Google Wades Into Global Warming Debate

Google is diving headfirst into the climate-change debate with a "21 Club" of hand-picked experts that the search engine giant hopes will drive the conversation -- and guide investments -- in climate change.

But it's a discussion that even the club's members say is meant to be one-sided.

“If Google included people who challenged that debate, they would be wrong to do so,” said Matthew Nisbet, an associate professor for the School of Communication at American University and one of the 21 Google Science Communication Fellows.

“As to whether climate change is happening, humans are a cause and it is a problem -- there is no scientific debate over that," Nisbet told

A review of the 21 Club confirms Nisbet's comment. The group includes meteorologists, communication specialists, and even weather forecasters, as well as few scientists who research climate change for a living. None argue that the planet isn't in imminent danger.

Simon Donner, with the University of British Columbia, recently wrote that unless coral reefs learn to adapt, climate change may rapidly bring on their demise. Noah Diffenbaugh of Stanford University recently concluded that "global warming exacerbates poverty vulnerability in many nations," arguing that the cost of food staples in Bangladesh, Mexico, Indonesia and other countries will jump with the temperature.

"There is consensus amongst scientists that humans are changing the Earth's climate," reads the mission statement on the Helmuth Lab website, headed up by Brian Helmuth of the 21 Club.

From food to rocks to plants to sea life, the 21 Club believes climate change to be a dramatic problem -- one that requires dramatic action.

Eugene Cordero with San Jose University even created the Green Ninja, a climate-action superhero who fights global warming.

“Our goal is to foster an open dialogue and provide the tools,” argued Amy Luers, the senior environment program manager at, the non-profit funded by Google, speaking to

Depending on what the scientists learn, they may develop a system that shows where climate change is occurring on the globe. Or, using technology such as Google Earth, they might map out detailed models showing the effects of climate change.

In other words, some day you might be able to find out that the water near Costa Rica is 1 percentage point warmer since 1980, or that Alaska's glaciers have melted … slightly.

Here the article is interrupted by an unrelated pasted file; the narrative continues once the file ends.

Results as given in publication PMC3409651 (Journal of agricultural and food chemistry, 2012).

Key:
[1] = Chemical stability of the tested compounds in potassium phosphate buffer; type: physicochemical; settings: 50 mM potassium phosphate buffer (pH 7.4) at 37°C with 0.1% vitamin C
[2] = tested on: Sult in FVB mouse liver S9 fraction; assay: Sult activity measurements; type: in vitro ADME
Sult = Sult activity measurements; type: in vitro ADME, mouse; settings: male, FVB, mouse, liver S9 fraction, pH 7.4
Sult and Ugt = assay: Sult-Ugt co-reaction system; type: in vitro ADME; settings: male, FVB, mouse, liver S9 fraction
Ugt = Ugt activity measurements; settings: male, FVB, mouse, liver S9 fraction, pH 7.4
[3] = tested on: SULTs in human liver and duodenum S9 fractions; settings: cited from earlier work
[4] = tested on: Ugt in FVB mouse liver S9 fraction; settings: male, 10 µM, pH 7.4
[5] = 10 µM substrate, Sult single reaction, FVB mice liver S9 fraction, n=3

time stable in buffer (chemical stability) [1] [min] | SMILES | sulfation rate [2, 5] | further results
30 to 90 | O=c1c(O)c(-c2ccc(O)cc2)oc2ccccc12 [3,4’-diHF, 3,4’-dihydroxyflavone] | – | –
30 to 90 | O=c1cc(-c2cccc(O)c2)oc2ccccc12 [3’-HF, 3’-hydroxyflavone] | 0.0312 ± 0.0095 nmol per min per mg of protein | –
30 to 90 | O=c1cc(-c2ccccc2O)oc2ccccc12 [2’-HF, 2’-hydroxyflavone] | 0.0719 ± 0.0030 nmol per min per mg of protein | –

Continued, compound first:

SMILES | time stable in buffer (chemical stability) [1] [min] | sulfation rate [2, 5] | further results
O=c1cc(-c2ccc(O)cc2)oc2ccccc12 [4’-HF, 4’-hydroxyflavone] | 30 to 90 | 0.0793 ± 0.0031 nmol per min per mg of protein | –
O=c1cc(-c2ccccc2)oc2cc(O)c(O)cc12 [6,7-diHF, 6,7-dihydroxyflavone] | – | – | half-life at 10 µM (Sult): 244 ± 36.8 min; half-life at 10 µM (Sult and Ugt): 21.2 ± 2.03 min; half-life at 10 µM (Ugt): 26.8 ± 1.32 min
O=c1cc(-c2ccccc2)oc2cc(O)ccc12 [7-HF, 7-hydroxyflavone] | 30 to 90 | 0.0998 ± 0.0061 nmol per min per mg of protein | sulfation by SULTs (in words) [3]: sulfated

Google's position toward climate change should not come as a surprise; the company has historically shown a penchant for Democratic causes. As reported last October, Google gives more to Democratic politicians than to Republicans, for example.

Follow the money

So what's Google up to, anyway?

Part of the motivation seems to be funding new climate change research.

Jack Gold, a research analyst, told that promoting new research often ends up generating new product ideas. He said having good models for climate change can also feed into the company's own data visualization efforts.

The company likely sees the search term “climate change” popping up in search results, too. “They are probably reacting to what people are interested in,” Gold said.

Jon Peddie, a consumer analyst with Jon Peddie Research, told that Google may have other motives in mind. “They are pursuing offshore wind farms along the East Coast of the U.S. and probably want to build a solid case for the need to get off oil,” said Peddie.

Whatever the reason for the project, Google has big ambitions: has already doled out about $100 million in grants, mostly to green tech start-ups and alternative energy consortiums.

Google to the rescue?

Climate studies also involve enormous data sets from many sources and massive computing requirements for data collection. Google has the computing muscle to help analyze that data and make sense of it.

“It includes conventional weather data collected by the meteorological services of the world, at the surface of the Earth and in the atmosphere from balloon-borne instruments and satellites," said Richard C. J. Somerville, a research professor at Scripps Institution of Oceanography, one of the primary sources of climate-change data. "It also includes satellite and ship and buoy data to give ocean temperatures. It includes measurements of glaciers and ice sheets and sea ice, made from satellites and on the ice itself.”

Another key purpose is to make climate-change data more “accessible,” to use the parlance of Google's mission statement -- and more discoverable, of course.

The company likely has pure motives, tech analyst Roger Kay told But Google is also interested in important issues that make the company look good. “This promotes Google’s overall brand, to be associated with problems and perhaps solutions.”

And finally, don't forget that it may all come down to business consideration. Remember all those people searching for "climate change"?

“Google won’t be able to sell ads if we wipe ourselves out by not mitigating the effects of climate change,” joked Kay.